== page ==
Arrest VW Exec Over Emissions Scandal Enters Non-Guilty Plea

Feb 26, 2017 08:20 AM EST | JP Olvido

The VW executive who got arrested in the US while on vacation has appeared in a Detroit federal court on charges related to the recent Volkswagen emissions scandal. A non-guilty plea was entered on behalf of the VW executive Oliver Schmidt last Thursday.

Arrest VW executive appears in federal court. Oliver Shmidt, a former VW general manager in charge of the company's environmental and engineering office in Michigan, initially appeared in a United States district court in Miami. He did not enter a plea then and so was ordered held by U.S. Magistrate Judge William C. Turnoff until last Thursday's appearance where a non-guilty plea was entered on his behalf.

Schmidt was arrested on a Saturday in Florida while waiting for a plane back to his home country of Germany. He was said to be on vacation while in Florida. His arrest came after Schmidt's lawyer had learned of an on-going investigation related to the VW emissions scandal and reached out to the Federal Bureau of Investigation with an offer to cooperate.

The emissions scandal that the German car manufacturer is currently embroiled in the company cheating on emissions tests that eventually allowed the entry of over 580,000 diesel vehicles into the US since 2009. The vehicles are said to actually emit 40 times the legally allowed level of carbon dioxide emissions.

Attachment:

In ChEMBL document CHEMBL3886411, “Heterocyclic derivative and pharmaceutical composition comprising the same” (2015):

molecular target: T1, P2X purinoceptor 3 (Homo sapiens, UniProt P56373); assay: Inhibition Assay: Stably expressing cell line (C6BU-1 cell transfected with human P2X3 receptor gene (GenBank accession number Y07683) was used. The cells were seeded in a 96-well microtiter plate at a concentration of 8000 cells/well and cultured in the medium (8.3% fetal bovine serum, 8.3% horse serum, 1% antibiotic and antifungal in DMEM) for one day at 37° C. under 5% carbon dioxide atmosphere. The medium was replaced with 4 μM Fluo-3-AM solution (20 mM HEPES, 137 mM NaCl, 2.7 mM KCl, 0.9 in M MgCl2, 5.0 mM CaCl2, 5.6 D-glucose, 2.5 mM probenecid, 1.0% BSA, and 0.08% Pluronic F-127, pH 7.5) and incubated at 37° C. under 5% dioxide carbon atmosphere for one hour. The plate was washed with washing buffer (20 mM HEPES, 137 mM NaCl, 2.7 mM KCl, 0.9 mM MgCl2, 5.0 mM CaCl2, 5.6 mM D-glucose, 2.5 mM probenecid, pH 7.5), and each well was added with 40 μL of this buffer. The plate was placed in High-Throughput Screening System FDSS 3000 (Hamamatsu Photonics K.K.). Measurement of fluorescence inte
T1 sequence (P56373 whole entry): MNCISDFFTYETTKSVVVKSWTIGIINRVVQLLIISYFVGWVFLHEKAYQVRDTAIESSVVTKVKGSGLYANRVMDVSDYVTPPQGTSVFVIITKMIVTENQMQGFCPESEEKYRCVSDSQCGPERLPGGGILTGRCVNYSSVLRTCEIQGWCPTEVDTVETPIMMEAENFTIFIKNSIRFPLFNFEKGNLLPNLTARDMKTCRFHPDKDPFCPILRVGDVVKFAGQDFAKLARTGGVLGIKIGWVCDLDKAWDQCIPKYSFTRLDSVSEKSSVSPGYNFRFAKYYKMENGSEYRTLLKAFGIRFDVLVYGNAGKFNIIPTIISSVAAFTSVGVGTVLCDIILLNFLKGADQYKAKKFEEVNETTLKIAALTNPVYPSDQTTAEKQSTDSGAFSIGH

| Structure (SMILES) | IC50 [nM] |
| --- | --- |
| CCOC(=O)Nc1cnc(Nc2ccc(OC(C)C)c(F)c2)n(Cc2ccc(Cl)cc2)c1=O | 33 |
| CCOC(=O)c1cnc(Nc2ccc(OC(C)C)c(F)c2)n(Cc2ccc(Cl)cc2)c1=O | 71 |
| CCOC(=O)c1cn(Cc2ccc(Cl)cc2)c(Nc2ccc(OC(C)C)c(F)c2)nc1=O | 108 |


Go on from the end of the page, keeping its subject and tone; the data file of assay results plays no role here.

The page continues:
Schmidt played a central role in the scandal by keeping from United States regulators information that their vehicles were installed with software that allowed cheating on emission tests. The executive had allegedly known of this illegal software since Volkswagen started using on Audi vehicles in 2009.

Volkswagen has recently agreed to pay vehicles owners affected by the scandal US$1.2 billion as settlement for claims that their vehicles were rigged to cheat on emissions tests. The company will also be repairing the vehicles to comply with emissions regulations. If authorities do not find the fixes satisfactory, the company would need to pay an additional US$4 billion.

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